7 Things Drift Taught Me About Commitment
I’m reflecting on a young man who doesn’t care much for making commitments. I’ll call him Drift. He’s easygoing, generous, kind, carefree, and transparent. I like him.
Drift doesn’t demand much from life. He takes things as they come.
In his role, you might be surprised to know that Drift is committed, dedicated, flexible, helpful, and reliable. He doesn’t make commitments because it’s the right thing to do. He makes commitments for his reasons, not someone else’s.
Frankly, Drift makes a bigger contribution than many who fit more traditional patterns.
7 things Drift taught me about commitment:
#1. The leader of Drift’s team is dedicated, opinionated, transparent, directive, and compassionate. Overall, Drift’s team leader is a strong personality with lots of opinions. They don’t clash. They like each other. Relationships matter to Drift.
#2. Drift feels comfortable being respected and receiving direction.
#3. Don’t ask Drift to participate in collaborative decisions. He goes with the flow and likes it that way.
#4. Commitment isn’t difficult for Drift. He only commits to things he enjoys. When Drift is thanked for his contribution, he always says the same thing. “I enjoy it.” Dedication isn’t difficult when you enjoy what you do.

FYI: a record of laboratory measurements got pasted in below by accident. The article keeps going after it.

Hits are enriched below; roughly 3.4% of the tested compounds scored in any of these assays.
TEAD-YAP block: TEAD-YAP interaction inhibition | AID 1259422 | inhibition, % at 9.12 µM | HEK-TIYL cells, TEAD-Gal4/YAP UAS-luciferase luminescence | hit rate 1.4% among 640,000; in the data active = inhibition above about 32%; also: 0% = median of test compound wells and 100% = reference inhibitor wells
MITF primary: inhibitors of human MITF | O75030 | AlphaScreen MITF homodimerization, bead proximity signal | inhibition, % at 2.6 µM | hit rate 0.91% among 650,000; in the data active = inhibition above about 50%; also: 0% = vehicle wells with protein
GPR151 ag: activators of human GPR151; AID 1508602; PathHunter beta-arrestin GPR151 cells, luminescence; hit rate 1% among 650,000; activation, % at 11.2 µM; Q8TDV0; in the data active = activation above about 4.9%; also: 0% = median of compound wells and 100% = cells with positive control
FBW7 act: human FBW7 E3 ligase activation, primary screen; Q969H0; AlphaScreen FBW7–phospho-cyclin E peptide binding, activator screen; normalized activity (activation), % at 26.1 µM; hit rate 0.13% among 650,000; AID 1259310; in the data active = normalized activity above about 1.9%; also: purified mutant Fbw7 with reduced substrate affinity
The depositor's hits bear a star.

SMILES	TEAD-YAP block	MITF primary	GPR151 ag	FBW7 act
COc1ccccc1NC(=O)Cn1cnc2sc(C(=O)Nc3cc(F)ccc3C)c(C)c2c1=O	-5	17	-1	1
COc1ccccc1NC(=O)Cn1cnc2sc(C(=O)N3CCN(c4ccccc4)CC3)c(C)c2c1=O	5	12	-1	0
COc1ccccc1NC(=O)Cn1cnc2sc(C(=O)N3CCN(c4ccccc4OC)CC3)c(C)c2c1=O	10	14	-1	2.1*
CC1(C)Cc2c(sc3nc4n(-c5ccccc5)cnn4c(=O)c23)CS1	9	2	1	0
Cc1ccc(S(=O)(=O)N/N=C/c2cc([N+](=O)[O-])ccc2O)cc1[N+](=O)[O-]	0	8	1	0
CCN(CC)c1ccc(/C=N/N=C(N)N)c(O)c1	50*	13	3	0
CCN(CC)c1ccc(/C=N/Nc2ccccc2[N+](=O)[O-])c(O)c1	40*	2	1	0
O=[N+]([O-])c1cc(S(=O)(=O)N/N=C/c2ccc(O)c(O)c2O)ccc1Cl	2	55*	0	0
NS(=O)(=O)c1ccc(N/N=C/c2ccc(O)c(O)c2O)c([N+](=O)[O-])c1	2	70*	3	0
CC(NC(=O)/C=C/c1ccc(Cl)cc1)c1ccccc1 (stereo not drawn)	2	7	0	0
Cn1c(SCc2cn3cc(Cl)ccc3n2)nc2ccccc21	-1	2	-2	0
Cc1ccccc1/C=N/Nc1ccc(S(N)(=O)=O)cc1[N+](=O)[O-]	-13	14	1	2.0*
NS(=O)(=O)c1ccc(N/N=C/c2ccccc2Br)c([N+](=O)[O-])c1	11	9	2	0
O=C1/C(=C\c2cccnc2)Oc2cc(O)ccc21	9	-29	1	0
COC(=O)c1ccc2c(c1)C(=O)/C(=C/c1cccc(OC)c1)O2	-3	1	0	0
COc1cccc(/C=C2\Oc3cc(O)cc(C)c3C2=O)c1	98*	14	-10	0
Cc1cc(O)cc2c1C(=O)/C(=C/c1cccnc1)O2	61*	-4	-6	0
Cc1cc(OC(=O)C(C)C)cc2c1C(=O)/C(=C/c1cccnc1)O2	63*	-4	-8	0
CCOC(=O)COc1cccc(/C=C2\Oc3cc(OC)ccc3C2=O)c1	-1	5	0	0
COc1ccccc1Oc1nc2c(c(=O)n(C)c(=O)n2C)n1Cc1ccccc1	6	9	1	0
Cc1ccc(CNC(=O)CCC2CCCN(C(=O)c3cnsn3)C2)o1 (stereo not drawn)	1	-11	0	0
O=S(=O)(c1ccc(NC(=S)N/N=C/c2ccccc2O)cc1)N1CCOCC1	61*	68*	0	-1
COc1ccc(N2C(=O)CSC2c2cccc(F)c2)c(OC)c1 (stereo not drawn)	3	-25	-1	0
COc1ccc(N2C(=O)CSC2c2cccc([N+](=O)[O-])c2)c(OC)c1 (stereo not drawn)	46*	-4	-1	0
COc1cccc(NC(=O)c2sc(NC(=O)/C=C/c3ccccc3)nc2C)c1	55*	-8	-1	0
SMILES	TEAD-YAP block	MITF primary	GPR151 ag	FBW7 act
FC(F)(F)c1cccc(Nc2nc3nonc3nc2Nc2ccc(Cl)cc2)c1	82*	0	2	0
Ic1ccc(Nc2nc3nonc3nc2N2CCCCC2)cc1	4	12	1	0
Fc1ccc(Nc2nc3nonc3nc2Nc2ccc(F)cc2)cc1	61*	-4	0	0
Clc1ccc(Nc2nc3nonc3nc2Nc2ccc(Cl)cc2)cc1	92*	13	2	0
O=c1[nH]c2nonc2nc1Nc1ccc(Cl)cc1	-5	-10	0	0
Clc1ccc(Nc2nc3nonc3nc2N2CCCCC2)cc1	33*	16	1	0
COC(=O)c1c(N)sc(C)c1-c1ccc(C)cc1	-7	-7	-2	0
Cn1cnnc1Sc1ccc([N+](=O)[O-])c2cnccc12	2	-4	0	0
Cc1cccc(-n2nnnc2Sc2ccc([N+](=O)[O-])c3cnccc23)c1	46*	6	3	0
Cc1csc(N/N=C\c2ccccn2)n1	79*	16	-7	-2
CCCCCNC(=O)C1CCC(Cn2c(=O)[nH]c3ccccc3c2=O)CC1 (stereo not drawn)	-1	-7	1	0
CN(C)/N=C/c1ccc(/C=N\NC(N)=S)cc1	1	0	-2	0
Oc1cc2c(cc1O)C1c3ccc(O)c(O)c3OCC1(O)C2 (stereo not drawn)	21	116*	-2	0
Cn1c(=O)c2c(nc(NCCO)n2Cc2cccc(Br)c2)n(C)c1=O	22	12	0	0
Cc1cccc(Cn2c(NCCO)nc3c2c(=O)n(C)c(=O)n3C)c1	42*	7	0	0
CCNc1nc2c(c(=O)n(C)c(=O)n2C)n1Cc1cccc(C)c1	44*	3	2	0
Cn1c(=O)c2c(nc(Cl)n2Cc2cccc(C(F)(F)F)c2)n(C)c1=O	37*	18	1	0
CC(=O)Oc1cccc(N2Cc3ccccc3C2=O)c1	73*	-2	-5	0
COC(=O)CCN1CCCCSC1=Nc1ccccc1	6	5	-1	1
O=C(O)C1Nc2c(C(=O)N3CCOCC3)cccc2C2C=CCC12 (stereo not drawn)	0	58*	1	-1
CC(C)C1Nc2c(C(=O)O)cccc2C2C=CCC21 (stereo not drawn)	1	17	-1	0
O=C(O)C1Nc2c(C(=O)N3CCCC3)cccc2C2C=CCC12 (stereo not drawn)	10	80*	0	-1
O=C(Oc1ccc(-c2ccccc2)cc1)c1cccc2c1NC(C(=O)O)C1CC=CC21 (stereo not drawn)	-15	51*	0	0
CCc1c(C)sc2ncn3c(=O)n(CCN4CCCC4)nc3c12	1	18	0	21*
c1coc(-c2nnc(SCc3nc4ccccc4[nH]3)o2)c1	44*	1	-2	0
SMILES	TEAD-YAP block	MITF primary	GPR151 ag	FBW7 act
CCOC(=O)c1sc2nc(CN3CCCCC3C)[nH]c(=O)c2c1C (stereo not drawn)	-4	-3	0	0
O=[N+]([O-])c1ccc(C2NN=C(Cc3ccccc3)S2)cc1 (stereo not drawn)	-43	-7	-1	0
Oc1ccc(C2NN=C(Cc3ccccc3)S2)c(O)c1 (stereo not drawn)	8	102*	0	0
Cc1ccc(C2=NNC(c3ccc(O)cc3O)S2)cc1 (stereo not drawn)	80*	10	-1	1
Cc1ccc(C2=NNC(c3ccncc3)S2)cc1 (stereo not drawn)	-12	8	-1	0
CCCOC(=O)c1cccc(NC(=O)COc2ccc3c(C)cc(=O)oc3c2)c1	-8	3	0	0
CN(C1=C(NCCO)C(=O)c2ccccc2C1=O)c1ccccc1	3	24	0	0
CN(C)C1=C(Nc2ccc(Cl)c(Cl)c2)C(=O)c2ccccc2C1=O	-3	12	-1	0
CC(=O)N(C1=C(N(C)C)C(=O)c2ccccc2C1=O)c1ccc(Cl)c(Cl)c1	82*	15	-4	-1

#5. Drift is strong, not weak. He won’t be pressured into making commitments that aren’t appealing to him. He won’t make commitments that might help him “get ahead”. Enjoyment is more important than getting ahead in Drift’s world.
#6. Drift enjoys commitments that fall within his competence. He doesn’t want to stretch into new areas. He wants to do things that he enjoys and does well.
#7. Frustration and disappointment await any leader who aspires more for Drift than he aspires for himself.
What observations about commitment do you think are most useful for working with Drift?
What can leaders do to create environments where people make commitments?